NIPPLE THRUSH symptoms include pain in the nipples and breasts during and after feeding. Nipples may also be cracked and sore. Baby’s oral thrush causes white or yellowy spots in and around the mouth that are red raw underneath or bleed if you gently rub them. The spots make feeding difficult so baby will fuss and be irritable. You may also spot a red swollen tongue and see a spotty nappy rash which doesn’t disappear after using coconut oil and having nappy-free time. HOW TO TREAT IT: Thrush is common in women who are taking antibiotics, as the antibiotics kill the bacteria which controls the candida. I always recommend mum and baby take probiotics if either are prescribed antibiotics
GET INTO A ROUTINE
In the early weeks create a schedule so baby is woken for feeds. The benefits are twofold.
Firstly the family has some structure to days and nights and can rest. Baby is also healthy, happy and thriving and able to get proper feeds and sleeps because they’re not learning to cry for feeds.
By trust they will be woken before becoming too hungry they remain content and parents are rested… trust me! I advise parents to start by following a three hourly feeding cycle.
Each feed should last no more than an hour, followed by a two hour break until the next one.
This ensures mum doesn’t get too sore and baby isn’t snacking. Once baby has gained enough weight, usually around the 8lb mark, they can move onto a four hourly schedule.
The World Health Organisation (WHO) recommends exclusively breastfeeding for at least six months and scaremongering terms such as ‘nipple confusion’ are thrown around by many to suggest that a baby will become muddled between the breast and the bottle.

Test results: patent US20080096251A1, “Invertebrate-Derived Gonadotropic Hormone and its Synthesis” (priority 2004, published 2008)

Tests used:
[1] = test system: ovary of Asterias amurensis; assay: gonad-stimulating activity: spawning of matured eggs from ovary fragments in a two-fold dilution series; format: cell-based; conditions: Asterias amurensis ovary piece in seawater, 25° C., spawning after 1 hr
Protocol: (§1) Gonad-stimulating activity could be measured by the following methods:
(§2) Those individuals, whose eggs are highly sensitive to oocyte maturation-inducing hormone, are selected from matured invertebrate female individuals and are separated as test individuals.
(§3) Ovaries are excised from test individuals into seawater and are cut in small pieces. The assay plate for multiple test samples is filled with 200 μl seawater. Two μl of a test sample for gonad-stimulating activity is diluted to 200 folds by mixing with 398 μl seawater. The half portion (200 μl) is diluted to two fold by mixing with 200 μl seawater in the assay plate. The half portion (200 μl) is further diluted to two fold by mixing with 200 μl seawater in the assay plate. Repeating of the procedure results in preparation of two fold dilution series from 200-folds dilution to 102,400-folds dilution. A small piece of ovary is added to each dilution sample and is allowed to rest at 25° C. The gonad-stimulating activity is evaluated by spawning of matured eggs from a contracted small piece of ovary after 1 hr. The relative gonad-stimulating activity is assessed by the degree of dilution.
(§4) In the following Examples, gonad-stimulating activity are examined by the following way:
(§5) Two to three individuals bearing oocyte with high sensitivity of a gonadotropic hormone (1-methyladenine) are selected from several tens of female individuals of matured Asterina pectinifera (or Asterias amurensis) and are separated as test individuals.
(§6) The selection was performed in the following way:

I’ve nannied for 20 years and cared for hundreds of babies and have found the opposite to be true.
Introducing a daily bottle feed before baby is one month old will help avoid bottle refusal, which can be very limiting for mum, particularly if she’s going back to work, admitted to hospital unexpectedly or simply wants a break.
Feeding at 6.30pm ensures baby is full at bedtime. Any earlier and mum’s supply is at its lowest and can lead to cluster feeding, an overtired baby and very sore mum!
If a mum has chosen to give breastfeeding a go, some health professionals advise not keeping formula in the house because it is too tempting to reach for and may prematurely end a breastfeeding journey.
This advice is backward-thinking and frustrating. I recommend keeping some formula in the house so in the first few weeks, if mum is exhausted or has had a traumatic birth, someone else can take responsibility for the feed and allow mum to sleep.
Rest will help a new mum’s mental wellbeing as well as her milk supply, which can only contribute to the long-term success of breastfeeding.
Night Feed Must-Haves
- Facial mist to keep mum refreshed.
- Water bottle, it’s important mum stays hydrated.
- Something to watch on TV or on the iPad. This will help the time pass by quicker and help keep mum from nodding off!
- Easy-to-eat snacks such as crackers, dried fruit, oat bars/protein balls.
Nursing mums are advised to eat an extra 600 calories a day and have a balanced diet, with lots of carbohydrates and good fats.
Snacks such as nuts, oat bars, smoothies and fruit are great for sustaining energy levels whilst feeding. Remember that any food or drink consumed will have an effect on the breastmilk.
It always amazes me how a tiny amount of something your baby dislikes can come through in your milk and upset their tummy.
Every baby is different so there’s no definitive list of what they will react to but from experience I advise mums to stay away from anything fizzy (including carbonated water), spicy (unless you have eaten spicy foods throughout pregnancy), and large amounts of onion and garlic.
Eating fish is fantastic whilst you are feeding because it is full of Omega 3 fatty acids, which experts believe are important for a baby's brain and eye development.
It’s recommended that breast feeding mums only have two portions of oily fish (mackerel, sardines, salmon and trout) a week.
The Louenna app is available to download on the App Store & Google Play or visit www.louenna.com for more information